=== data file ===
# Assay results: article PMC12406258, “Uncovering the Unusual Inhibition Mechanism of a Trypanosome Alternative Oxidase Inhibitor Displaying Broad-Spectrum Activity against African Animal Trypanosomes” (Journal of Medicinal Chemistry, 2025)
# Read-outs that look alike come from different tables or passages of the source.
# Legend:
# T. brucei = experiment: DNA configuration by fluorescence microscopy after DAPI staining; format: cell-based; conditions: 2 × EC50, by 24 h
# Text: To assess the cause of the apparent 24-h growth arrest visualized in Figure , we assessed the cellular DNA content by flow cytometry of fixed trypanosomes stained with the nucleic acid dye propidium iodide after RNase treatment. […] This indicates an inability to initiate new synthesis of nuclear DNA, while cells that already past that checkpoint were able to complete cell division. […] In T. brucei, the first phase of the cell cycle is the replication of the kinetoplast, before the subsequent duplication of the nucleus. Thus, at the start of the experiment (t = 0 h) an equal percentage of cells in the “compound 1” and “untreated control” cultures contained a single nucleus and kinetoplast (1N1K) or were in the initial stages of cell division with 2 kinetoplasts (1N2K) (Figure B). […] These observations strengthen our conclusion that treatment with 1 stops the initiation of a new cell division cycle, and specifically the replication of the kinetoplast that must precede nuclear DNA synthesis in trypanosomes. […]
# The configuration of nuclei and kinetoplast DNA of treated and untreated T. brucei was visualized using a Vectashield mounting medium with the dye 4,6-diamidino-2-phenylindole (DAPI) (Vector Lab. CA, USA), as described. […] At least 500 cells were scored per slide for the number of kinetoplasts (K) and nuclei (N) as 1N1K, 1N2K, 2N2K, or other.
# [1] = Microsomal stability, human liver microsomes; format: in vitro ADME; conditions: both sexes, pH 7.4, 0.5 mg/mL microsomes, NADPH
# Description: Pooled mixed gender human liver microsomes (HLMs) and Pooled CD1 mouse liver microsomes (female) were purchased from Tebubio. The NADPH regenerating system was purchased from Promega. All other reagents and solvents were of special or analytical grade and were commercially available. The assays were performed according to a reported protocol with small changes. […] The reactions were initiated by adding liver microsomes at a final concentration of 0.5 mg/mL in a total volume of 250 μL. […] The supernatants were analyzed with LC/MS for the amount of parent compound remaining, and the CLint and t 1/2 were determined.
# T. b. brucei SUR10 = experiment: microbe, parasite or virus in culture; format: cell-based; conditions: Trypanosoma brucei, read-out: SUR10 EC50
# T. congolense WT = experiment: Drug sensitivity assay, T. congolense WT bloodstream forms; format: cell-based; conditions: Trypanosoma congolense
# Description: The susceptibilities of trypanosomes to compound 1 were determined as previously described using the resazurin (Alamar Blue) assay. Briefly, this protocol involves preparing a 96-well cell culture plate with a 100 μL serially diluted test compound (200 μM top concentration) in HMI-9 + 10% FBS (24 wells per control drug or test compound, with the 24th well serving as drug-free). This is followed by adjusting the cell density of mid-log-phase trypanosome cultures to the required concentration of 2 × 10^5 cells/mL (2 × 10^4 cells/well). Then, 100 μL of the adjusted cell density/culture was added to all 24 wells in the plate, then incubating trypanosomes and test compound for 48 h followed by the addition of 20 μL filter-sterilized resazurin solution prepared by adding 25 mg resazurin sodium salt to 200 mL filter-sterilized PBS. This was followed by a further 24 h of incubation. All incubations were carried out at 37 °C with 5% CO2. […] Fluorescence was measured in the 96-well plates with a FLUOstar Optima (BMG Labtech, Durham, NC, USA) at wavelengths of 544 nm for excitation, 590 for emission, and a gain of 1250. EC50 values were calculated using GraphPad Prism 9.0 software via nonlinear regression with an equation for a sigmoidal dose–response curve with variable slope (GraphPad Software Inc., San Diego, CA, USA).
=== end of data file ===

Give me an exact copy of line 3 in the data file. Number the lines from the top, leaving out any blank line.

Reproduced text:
# Legend: